Traffic Bridge Needs Assessment Study Final Report to City Council (2010)
Traffic Bridge Construction Area
Traffic Bridge Decisions
Project Costs, Planning Process and Timeline
The estimated capital cost of the North Commuter Parkway is $211.4 million, and the estimated cost to replace the Traffic Bridge is $41.2 million. The total estimated capital cost to construct Parkway and replace the Traffic Bridge is $252.6 million. In May 2013, City Council approved that the North Commuter Parkway Project, which is combined with the Traffic Bridge Replacement Project to take advantage of joint financing and competitive pricing; and that Administration continue to pursue available funding for these projects from the Federal and Provincial Governments.
A funding application was submitted to PPP Canada (P3 Canada) in June 2013. The P3 Canada Fund is focused on provincial, territorial, municipal and First Nations public private partnership infrastructure projects. The amount of the funding support, in combination with any other direct federal assistance, may not exceed 25 per cent of the project's direct construction costs.
The Business Case for P3 Funding will be used to help the City and PPP Canada make decisions with respect to the construction and development of the North Commuter Parkway Project and the Traffic Bridge Replacement Project.
On June 9, 2014, P3 Canada announced the Government of Canada will contribute up to $66 million of the direct construction costs to build the North Commuter Parkway and replace the Traffic Bridge. The Province of Saskatchewan also announced a contribution of $50 million to be used to help fund the building of the Parkway. The City of Saskatoon will contribute the remaining funds to complete the project.
Planning Process and Timeline
Based on a confirmation date for funding in June 2014 and design and construction start date of fall 2015, a completion target for the project has been set for October 2018.
An estimate of the planning process and timeline for completion of the North Commuter Parkway is as follows:
- Funding Approval from PPP Canada and Government of Saskatchewan - June 2014
- Pre-qualification Period (RFQ) - July-October 2014
- Procurement Period (RFP) - January-November 2015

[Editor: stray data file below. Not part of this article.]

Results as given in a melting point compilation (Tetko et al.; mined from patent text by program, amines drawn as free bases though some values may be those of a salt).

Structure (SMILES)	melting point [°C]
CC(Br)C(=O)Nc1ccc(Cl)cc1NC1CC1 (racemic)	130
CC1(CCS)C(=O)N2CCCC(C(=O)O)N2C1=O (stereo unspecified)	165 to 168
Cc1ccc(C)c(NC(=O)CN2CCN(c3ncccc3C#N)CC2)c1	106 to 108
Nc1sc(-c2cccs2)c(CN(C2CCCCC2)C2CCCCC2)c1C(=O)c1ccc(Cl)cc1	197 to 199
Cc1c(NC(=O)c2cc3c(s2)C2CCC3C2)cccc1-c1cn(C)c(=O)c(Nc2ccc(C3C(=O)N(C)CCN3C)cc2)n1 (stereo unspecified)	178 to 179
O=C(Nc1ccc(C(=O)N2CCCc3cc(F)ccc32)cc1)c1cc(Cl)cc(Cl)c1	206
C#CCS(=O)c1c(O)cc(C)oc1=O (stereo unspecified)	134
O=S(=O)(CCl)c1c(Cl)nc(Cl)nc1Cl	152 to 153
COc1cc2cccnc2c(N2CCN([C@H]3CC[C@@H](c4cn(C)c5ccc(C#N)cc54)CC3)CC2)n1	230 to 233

- Design and Construction - November 2015-October 2018
- Project Completion - October 2018
*These dates are best estimates and may fluctuate based on weather and other unforeseen circumstances
RFP Process & Requirements (Public-Private Partnership (P3) Procurement)
The RFP was developed with the City's external consultants based on the City’s functional plans and industry best practices. Based on a draft Project Agreement containing project terms and conditions that will be supplied, teams will provide technical and financial specifications regarding how they will design, construct, finance, operate and maintain the project over a 30-year operations/maintenance period.
The technical proposals will be scored based on the following criteria:
- General Technical Plans: 25%
- Design Submission: 30%
- Construction Submission: 25%
- Operations, Maintenance and Rehabilitation Submission: 20%
Technical submissions will be scored on a pass/fail basis, with 70% being the threshold to proceed to the financial plan and price submission. The financial plan will also be scored on a pass/fail basis. Only teams with a score of 70% of higher will have their price submission evaluated. The price submission will include capital construction costs, operating and maintenance costs, and renewal costs over the 30-year term of the project.
The Preferred Proponent will be the Team that passes both the technical submission and the financing plan, and has the lowest price submission, on a net present value basis.
The project’s Fairness Monitor will be involved in every step of the RFP process to ensure the City conducts the RFP process fairly and in accordance with the RFP documents and good industry practice.